Bittersweet Farm #8: Tea Biscuit–Spring brings new horses, new challenges and old adversaries to Bittersweet Farm. Greer shows her competence in managing the charity the girls started early on, as well as organizing a horse show, but she still has a complicated love/hate relationship with Cam. Talia’s 18th birthday is approaching, a turning point in her relationship with Lockie.

Bittersweet Farm #9: Roll the Dice–The book title has a double meaning, because Lockie and Talia face decisions about the future of the farm, which may involve a gamble. The tension between Cam and Greer continues, affecting everyone at Bittersweet. Lockie tries to keep Talia from interfering, but she desperately wants to see the conflict resolved. Greer’s mother, Victoria, is at her self-centered worst and causing trouble at every turn.

Bittersweet Farm #10, Whisky Tango: Nicole, Greer’s nemesis from her equitation days, is back in the picture . . . and she has her eyes on Cam, which causes turmoil in Greer’s life at a time when she’s growing and succeeding on so many fronts. Talia and her horse CB are becoming a fantastic team, though Talia is unaware of just how good they are. There are exciting developments on the pony front. Talia’s and Greer’s father, Andrew, and Greer’s mother, Victoria, have surprises up their sleeves.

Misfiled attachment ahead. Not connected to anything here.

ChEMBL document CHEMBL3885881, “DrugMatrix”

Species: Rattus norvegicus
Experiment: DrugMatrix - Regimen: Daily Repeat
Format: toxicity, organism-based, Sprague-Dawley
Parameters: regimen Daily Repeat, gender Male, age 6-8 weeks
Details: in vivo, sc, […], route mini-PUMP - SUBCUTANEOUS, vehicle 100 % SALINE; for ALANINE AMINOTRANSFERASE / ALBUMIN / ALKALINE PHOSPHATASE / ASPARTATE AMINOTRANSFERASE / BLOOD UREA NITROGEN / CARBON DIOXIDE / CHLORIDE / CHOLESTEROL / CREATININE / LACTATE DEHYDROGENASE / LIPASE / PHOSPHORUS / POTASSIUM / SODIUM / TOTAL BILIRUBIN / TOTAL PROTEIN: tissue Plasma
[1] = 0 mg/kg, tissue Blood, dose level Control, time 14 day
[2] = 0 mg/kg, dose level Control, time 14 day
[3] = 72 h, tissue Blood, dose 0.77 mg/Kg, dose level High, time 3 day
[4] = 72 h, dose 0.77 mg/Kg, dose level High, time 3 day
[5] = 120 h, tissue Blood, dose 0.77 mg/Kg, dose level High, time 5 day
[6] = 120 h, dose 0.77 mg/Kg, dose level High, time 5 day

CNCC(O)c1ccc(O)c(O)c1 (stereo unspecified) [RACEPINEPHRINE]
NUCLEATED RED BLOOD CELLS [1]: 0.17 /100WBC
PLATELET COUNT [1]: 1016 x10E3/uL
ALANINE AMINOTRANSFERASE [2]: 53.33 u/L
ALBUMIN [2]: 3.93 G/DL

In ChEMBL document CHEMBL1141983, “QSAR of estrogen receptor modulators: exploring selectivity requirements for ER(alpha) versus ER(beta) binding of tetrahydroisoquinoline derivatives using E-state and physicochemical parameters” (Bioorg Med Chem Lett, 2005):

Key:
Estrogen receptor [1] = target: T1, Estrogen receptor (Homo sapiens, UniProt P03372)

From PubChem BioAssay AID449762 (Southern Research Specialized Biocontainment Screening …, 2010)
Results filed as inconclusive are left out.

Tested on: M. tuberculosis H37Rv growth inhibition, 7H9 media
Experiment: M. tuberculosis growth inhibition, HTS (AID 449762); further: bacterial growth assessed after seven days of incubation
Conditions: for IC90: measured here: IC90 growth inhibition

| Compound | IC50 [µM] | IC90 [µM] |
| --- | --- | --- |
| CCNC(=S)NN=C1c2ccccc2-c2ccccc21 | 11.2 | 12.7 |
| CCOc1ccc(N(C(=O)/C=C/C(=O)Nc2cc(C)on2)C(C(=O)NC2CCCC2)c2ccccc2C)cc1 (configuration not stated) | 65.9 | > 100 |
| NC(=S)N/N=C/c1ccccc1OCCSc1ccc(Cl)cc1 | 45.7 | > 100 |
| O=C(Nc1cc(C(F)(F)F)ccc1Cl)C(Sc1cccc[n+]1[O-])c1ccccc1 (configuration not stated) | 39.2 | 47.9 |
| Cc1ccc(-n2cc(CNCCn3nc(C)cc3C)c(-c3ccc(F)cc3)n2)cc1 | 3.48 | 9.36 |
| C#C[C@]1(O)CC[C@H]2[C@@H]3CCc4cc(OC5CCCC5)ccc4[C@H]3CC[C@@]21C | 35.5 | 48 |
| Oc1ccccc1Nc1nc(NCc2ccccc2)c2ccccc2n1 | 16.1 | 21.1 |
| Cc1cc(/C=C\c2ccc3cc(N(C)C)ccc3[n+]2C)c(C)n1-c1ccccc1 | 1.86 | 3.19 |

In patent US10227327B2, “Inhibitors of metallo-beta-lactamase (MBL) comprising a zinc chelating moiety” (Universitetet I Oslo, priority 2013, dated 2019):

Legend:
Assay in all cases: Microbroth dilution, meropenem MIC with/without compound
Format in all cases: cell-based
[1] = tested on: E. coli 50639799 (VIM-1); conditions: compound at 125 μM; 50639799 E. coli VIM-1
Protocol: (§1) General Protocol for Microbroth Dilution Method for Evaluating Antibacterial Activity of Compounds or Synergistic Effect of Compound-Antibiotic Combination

Bittersweet Farm #11, Partial Stranger: With the Mirey Brook Hunt Club Horse Show just days away, Greer decides to visit the estate where she spent her childhood in England–and talks Talia into going with her. The visit gives Talia insight into why Greer became an imperious snob–though it happens much less these days. When they return home, they’re immediately swept up in the long-awaited show, which takes some unexpected turns. Greer at last show off her sidesaddle skills–and exquisite outfit. Don’t you love the cover?

Bittersweet Farm #12, Available: Readerswho have beat me to reading the book say, “I didn’t see that coming,” which means author Barb Morgenroth hasn’t run out of plot twists and turns (not that she ever will).

Of course, readers also complain that each book is over too soon, and it takes the author too long to write the next one. Barb, you’ve created a voracious audience. Thanks you, and keep those books coming.

The Bittersweet Farm series and other Barbara Morgenroth books can be found on Amazon. Though written for young adults, the series has become a favorite of horse-loving women of all ages. For more information, go to

For younger readers I recommend Maggie Dana’s Timber Ridge Riders series.